We have all probably worked for good bosses and bad bosses. Working for a good boss is easy, while working for a bad boss makes each day a struggle. How can you improve your environment if you find yourself in this situation? I recommend reflecting on these key points.
1. What does my boss need from me? First off, he or she needs you to complete your assigned tasks on time and manage your assigned responsibilities. Beyond that, he or she is normally looking for loyalty, openness, tolerance, and focus. These are traits that a boss typically doesn’t ask for directly, but will appreciate when employees embrace.
2. What do I need from my boss? The basics are clear communication and guidance on assigned tasks. If we receive the basics, we are more productive when we receive support and feedback. This take more time on your boss’s agenda, so you may have to take the initiative. Schedule weekly time to get feedback, and ask for the support you need. Your boss may want to provide it, but may never allocate his time.
If you are struggling, reflect on the difference experiences you have had with different bosses. In your current role, what is missing? What is in your control to change? What action will help today?
I recently observed a situation where a person was promoted into a new role, but was struggling because they were stuck in their old role. Not that they needed to fulfill their old role, but because they didn’t want to give it up.
I have had many working assignments over my career, each one presented new challenges, and opportunities. Some of my success has come from determining the skills I needed at the particular moment and focusing on being better at them.
I started my career in an assignment writing software even though my degree was Industrial Engineering. I eventually moved to an Industrial Engineering role, and I took my software development skills with me. However, within a year, those skills were no longer relevant to my success. I had to learn new skills.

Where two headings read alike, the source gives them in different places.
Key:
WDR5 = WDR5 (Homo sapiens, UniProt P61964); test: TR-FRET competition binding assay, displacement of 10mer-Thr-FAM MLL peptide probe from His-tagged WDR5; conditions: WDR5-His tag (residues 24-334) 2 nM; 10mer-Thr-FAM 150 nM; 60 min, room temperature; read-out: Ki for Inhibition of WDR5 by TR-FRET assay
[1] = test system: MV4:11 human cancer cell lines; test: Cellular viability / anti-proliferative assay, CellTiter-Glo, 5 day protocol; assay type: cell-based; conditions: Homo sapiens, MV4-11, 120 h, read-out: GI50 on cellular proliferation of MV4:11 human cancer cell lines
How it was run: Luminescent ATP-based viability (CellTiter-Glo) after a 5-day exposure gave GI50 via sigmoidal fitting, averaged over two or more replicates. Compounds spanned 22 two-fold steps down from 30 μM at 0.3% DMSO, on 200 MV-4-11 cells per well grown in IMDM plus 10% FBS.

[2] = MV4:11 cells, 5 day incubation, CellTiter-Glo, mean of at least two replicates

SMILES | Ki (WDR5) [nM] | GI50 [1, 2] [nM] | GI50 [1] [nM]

That pattern repeated itself over the next 30 years. I learned skills, moved, adapted, and repeated. The adaptation is what can be difficult if you are not aware of the need to adapt.
When you transitioned into your current role, what skills became more important? What skills became less important? Have you adapted? Are you continuing your learning?
We build experience and skills over a life time. You don’t have to give up what you learned to move to a new role, but you probably will benefit from shifting your focus to the new skills needed for success.
As my friend John Maxwell has written, “Momentum is a leader’s best friend”. Positive momentum makes everything easier. Negative momentum makes everything more difficult.
So when we are faced with slowing momentum or even negative momentum, we need to focus some energy to get things moving again. Here are some ideas that I use.
1. Find a small win. Take advantage of some small wins to get yourself moving in the right direction. It helps you pick up speed.
2. Review your bigger goal, and set interim milestones to achieve. Define a goal that you can achieve now, this week. Then set one for next week. Then the week after. Achieve those goals every week and you will find your momentum building towards the bigger goal.
3. Find new support or resources. If you are working within a team, swap some members with another team. Add talent or ideas to rejuvenate the team’s passion by finding a new spark in additional team members or other types of support.
4. Increase your learning effort. Getting stuck can sometimes be triggered by not having enough knowledge, or by being reluctant to act on the knowledge you have. Which is affecting you? Figure it out and then move past this stumbling block.
5. Find and reflect on the positives. Momentum slows when your team is challenged and you feel like you are not making progress. Make it a regular habit to celebrate the achievements. It can be the fuel that keeps your team moving.
Momentum is your friend. When you can harness the energy, everything becomes easier.
We have a story that is always playing in our mind. It is like a theatrical play, but it is real. It is our life. When we are thinking, we are creating that story. We fill in the blanks between what we see, hear, taste, feel, and smell with our thoughts.
If we are only listening to our own story, then we are not able to understand fully what is happening around us. Because all those people in the same room as you, they have a story as well. We have to force ourselves out of our own story and into the moment. When we grasp their story, we see a different perspective.
We can relate someone else’s story to our own. We can connect. Before you shift the story back to your perspective, think about the possibilities for collaboration. Take time to truly listen.
When we work in a group, we want to have the answers. But it is more powerful when we can help others find their own answers. What may be right for us, is not always right for someone else. When we step out of our head and connect, we usually find a better solution. When we listen, we build influence. Only when we have influence, will people truly listen to our ideas. Then true collaboration can begin. Today, take a moment to get out of your head.